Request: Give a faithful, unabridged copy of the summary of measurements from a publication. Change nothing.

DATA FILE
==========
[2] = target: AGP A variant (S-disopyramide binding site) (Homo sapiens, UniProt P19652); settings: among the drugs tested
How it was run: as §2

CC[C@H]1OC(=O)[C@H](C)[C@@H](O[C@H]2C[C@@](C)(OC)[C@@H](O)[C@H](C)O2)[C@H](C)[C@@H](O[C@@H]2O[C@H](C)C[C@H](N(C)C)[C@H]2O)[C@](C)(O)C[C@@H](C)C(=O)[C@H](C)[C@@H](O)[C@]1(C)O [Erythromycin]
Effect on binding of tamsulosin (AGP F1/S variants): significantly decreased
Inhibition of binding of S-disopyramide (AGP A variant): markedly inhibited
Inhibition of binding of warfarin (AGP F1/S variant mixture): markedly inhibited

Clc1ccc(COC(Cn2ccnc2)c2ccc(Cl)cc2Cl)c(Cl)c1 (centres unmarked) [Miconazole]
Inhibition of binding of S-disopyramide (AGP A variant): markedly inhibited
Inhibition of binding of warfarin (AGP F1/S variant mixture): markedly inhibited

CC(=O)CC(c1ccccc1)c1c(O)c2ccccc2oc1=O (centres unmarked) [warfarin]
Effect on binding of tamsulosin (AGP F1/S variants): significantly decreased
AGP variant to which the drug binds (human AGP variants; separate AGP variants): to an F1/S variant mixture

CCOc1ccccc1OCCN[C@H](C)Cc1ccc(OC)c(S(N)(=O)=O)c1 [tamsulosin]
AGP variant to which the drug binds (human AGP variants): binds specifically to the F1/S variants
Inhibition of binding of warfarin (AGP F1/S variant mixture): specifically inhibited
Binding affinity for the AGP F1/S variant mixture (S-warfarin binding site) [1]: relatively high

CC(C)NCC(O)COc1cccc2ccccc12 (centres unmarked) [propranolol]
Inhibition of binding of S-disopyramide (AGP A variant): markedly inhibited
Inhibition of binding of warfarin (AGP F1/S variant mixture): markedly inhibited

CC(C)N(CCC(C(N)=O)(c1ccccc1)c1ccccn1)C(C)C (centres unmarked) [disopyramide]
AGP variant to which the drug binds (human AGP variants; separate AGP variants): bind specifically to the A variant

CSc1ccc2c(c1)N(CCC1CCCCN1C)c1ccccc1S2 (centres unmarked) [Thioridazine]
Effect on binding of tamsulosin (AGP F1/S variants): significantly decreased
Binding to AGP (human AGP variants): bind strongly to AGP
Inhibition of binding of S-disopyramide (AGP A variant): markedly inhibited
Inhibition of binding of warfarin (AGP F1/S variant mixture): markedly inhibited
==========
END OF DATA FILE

[2] = target: AGP A variant (S-disopyramide binding site) (Homo sapiens, UniProt P19652); settings: among the drugs tested
How it was run: as §2

CC[C@H]1OC(=O)[C@H](C)[C@@H](O[C@H]2C[C@@](C)(OC)[C@@H](O)[C@H](C)O2)[C@H](C)[C@@H](O[C@@H]2O[C@H](C)C[C@H](N(C)C)[C@H]2O)[C@](C)(O)C[C@@H](C)C(=O)[C@H](C)[C@@H](O)[C@]1(C)O [Erythromycin]
Effect on binding of tamsulosin (AGP F1/S variants): significantly decreased
Inhibition of binding of S-disopyramide (AGP A variant): markedly inhibited
Inhibition of binding of warfarin (AGP F1/S variant mixture): markedly inhibited

Clc1ccc(COC(Cn2ccnc2)c2ccc(Cl)cc2Cl)c(Cl)c1 (centres unmarked) [Miconazole]
Inhibition of binding of S-disopyramide (AGP A variant): markedly inhibited
Inhibition of binding of warfarin (AGP F1/S variant mixture): markedly inhibited

CC(=O)CC(c1ccccc1)c1c(O)c2ccccc2oc1=O (centres unmarked) [warfarin]
Effect on binding of tamsulosin (AGP F1/S variants): significantly decreased
AGP variant to which the drug binds (human AGP variants; separate AGP variants): to an F1/S variant mixture

CCOc1ccccc1OCCN[C@H](C)Cc1ccc(OC)c(S(N)(=O)=O)c1 [tamsulosin]
AGP variant to which the drug binds (human AGP variants): binds specifically to the F1/S variants
Inhibition of binding of warfarin (AGP F1/S variant mixture): specifically inhibited
Binding affinity for the AGP F1/S variant mixture (S-warfarin binding site) [1]: relatively high

CC(C)NCC(O)COc1cccc2ccccc12 (centres unmarked) [propranolol]
Inhibition of binding of S-disopyramide (AGP A variant): markedly inhibited
Inhibition of binding of warfarin (AGP F1/S variant mixture): markedly inhibited

CC(C)N(CCC(C(N)=O)(c1ccccc1)c1ccccn1)C(C)C (centres unmarked) [disopyramide]
AGP variant to which the drug binds (human AGP variants; separate AGP variants): bind specifically to the A variant

CSc1ccc2c(c1)N(CCC1CCCCN1C)c1ccccc1S2 (centres unmarked) [Thioridazine]
Effect on binding of tamsulosin (AGP F1/S variants): significantly decreased
Binding to AGP (human AGP variants): bind strongly to AGP
Inhibition of binding of S-disopyramide (AGP A variant): markedly inhibited
Inhibition of binding of warfarin (AGP F1/S variant mixture): markedly inhibited